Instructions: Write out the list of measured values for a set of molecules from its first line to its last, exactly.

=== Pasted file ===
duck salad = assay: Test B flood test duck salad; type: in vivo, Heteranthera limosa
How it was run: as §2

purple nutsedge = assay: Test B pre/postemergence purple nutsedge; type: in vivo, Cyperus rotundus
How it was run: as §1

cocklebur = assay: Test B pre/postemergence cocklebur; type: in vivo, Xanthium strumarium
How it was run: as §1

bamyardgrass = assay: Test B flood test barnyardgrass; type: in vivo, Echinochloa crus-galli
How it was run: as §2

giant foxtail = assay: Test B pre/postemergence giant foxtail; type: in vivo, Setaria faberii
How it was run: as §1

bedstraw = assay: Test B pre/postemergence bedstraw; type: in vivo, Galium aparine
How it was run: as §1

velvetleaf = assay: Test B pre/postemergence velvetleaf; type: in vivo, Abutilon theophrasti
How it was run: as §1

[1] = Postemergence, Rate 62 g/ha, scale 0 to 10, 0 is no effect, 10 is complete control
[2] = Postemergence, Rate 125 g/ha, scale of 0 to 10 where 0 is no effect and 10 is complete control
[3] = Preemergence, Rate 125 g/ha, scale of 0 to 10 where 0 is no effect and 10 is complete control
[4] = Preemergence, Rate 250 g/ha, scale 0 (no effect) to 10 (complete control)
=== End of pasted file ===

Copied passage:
duck salad = assay: Test B flood test duck salad; type: in vivo, Heteranthera limosa
How it was run: as §2

purple nutsedge = assay: Test B pre/postemergence purple nutsedge; type: in vivo, Cyperus rotundus
How it was run: as §1

cocklebur = assay: Test B pre/postemergence cocklebur; type: in vivo, Xanthium strumarium
How it was run: as §1

bamyardgrass = assay: Test B flood test barnyardgrass; type: in vivo, Echinochloa crus-galli
How it was run: as §2

giant foxtail = assay: Test B pre/postemergence giant foxtail; type: in vivo, Setaria faberii
How it was run: as §1

bedstraw = assay: Test B pre/postemergence bedstraw; type: in vivo, Galium aparine
How it was run: as §1

velvetleaf = assay: Test B pre/postemergence velvetleaf; type: in vivo, Abutilon theophrasti
How it was run: as §1

[1] = Postemergence, Rate 62 g/ha, scale 0 to 10, 0 is no effect, 10 is complete control
[2] = Postemergence, Rate 125 g/ha, scale of 0 to 10 where 0 is no effect and 10 is complete control
[3] = Preemergence, Rate 125 g/ha, scale of 0 to 10 where 0 is no effect and 10 is complete control
[4] = Preemergence, Rate 250 g/ha, scale 0 (no effect) to 10 (complete control)